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< Back to current issue of Immigration Daily < Back to current issue of Immigrant's Weekly

Dear Editor:
Lutheran Immigration and Refugee Service issued the following press release today: On Tuesday, November 25 the U.S. Senate adopted the Torture Victims Relief Reauthorization Act of 2003 by unanimous consent. The House of Representatives also adopted the bill. "Repressive governments often use torture as a weapon against democracy," said Lutheran Immigration and Refugee Service (LIRS) President Ralston H. Deffenbaugh Jr. "A significant number of refugees and asylees entering the United States have been victims of torture. This bill demonstrates a commitment to bringing new hope and new life to victims of torture, and sends the message that the United States will not condone the use of torture." The Act authorizes a total of $81 million over two years in assistance to domestic and foreign torture treatment centers and in contributions to the United Nations Voluntary Fund for Victims of Torture. Senator Norm Coleman (R-MN) introduced the bill in the Senate; Senator Mark Dayton (D-MN) was the original cosponsor. The bill was introduced in the House by Representative Chris Smith (R-NJ). The Detained Torture Survivor Legal Support Network, coordinated by Lutheran Immigration and Refugee Service (LIRS), has reached over 700 survivors of torture held in immigration detention at five locations since the program began in January of 2002. Of the 200,000 immigrants detained annually by the DHS, an estimated 12,000 may be survivors of torture. The Detained Torture Survivor Legal Support Network makes a life-or-death difference by establishing a refuge of professional care in a hostile environment. The Network provides torture survivors with access to legal assistance, health care, psychological and religious counseling as well as arranging for torture survivors to receive extensive support services once they win their asylum cases and are released from detention. The network aims to take away the environmental threat and overcome the service limitations by removing the survivor as soon as possible from the traumatic environment and into one that can provide the vital services needed not merely to survive but to build a stable and fruitful life.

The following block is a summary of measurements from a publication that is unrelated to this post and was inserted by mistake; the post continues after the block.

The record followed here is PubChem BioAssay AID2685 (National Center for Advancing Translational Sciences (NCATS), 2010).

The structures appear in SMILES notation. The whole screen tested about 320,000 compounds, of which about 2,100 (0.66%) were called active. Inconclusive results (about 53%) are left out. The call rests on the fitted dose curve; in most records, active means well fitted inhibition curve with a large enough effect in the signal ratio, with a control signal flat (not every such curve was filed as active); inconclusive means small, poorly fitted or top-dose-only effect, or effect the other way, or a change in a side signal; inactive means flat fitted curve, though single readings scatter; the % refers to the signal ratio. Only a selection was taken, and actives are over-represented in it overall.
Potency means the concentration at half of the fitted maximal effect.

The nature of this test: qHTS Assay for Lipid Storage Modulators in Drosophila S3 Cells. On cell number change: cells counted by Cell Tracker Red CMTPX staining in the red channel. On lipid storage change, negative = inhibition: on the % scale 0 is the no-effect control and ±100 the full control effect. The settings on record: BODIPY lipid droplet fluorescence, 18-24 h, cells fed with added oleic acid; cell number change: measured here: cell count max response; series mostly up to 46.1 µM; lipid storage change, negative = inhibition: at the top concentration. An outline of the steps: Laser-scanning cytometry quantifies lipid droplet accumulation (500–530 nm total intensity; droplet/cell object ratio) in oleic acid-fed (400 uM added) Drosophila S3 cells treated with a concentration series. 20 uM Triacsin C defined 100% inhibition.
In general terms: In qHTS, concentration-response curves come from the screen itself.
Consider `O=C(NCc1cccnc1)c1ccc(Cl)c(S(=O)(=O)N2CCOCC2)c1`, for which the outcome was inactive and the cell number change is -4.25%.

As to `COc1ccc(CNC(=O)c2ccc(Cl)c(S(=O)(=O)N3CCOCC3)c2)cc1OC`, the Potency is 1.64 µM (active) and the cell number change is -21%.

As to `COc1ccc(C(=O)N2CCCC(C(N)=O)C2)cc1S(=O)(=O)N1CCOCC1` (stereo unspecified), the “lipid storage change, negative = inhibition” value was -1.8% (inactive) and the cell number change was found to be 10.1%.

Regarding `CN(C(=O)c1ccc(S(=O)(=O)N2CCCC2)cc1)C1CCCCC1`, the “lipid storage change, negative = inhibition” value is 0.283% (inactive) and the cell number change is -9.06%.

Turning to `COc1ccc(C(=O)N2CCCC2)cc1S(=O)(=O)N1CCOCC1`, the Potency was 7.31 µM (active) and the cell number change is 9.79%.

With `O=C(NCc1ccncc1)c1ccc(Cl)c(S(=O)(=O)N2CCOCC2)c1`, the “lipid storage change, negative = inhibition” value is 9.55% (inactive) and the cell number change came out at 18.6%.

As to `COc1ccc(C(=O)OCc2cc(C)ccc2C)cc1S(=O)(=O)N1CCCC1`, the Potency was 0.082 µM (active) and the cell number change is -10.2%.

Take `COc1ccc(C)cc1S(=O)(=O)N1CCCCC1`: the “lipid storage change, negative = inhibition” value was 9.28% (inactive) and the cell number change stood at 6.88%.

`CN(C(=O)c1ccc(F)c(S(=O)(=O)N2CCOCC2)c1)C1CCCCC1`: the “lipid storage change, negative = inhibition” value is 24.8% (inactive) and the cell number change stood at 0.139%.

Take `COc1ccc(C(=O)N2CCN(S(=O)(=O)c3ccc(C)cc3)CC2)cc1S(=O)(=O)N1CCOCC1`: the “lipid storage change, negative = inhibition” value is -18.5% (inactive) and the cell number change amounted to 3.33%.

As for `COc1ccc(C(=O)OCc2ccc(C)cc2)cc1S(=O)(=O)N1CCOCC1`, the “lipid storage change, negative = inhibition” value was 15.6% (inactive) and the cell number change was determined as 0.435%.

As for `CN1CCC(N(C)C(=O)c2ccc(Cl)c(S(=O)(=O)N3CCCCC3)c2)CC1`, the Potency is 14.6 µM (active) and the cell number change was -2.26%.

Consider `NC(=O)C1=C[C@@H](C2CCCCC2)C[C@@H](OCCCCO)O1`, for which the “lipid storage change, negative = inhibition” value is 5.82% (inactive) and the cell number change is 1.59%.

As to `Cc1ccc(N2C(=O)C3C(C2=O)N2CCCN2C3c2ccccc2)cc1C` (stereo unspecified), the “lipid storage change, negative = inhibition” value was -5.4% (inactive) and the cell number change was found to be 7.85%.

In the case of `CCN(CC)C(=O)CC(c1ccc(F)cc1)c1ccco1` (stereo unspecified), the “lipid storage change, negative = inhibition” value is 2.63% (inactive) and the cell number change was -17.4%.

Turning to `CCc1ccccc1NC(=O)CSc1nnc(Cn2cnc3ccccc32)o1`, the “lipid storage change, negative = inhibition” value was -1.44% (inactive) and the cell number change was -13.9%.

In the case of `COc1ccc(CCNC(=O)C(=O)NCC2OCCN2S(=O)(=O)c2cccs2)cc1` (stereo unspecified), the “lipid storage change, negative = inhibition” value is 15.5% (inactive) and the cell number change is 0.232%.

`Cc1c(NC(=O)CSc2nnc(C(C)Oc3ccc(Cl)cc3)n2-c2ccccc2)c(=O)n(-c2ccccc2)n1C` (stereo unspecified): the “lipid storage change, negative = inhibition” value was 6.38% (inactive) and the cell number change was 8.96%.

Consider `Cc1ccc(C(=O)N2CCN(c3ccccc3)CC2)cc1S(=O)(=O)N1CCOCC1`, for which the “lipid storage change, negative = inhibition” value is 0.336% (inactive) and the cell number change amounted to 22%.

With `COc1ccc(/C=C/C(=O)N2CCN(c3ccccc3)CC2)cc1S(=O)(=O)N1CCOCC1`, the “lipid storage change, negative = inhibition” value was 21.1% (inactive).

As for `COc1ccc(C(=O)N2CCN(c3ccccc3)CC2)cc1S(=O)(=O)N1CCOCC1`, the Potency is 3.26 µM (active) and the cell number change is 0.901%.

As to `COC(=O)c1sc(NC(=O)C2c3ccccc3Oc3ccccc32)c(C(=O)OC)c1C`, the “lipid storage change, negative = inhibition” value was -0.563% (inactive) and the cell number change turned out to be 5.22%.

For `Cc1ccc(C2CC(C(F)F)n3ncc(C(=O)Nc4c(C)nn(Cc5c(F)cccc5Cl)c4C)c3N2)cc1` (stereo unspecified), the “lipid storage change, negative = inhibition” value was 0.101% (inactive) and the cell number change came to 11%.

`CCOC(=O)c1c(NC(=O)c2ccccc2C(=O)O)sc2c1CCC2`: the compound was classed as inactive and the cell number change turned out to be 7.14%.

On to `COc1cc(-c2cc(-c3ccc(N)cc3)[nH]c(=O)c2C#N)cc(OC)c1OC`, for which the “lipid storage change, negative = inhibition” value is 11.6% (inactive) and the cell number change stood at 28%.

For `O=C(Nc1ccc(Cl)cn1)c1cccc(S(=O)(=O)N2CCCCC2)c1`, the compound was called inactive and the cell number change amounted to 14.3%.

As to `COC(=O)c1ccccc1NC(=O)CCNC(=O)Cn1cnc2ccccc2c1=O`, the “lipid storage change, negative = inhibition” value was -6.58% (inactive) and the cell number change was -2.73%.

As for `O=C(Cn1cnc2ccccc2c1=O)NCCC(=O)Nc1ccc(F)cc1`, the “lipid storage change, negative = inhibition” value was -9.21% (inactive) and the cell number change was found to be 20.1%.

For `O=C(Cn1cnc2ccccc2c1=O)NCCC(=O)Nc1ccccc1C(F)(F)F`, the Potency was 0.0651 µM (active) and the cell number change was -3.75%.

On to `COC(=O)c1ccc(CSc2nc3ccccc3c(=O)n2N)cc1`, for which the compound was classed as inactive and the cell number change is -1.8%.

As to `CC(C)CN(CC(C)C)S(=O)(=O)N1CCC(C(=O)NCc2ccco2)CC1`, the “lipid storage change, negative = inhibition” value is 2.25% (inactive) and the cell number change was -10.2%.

Meg Arenberg
for LIRS



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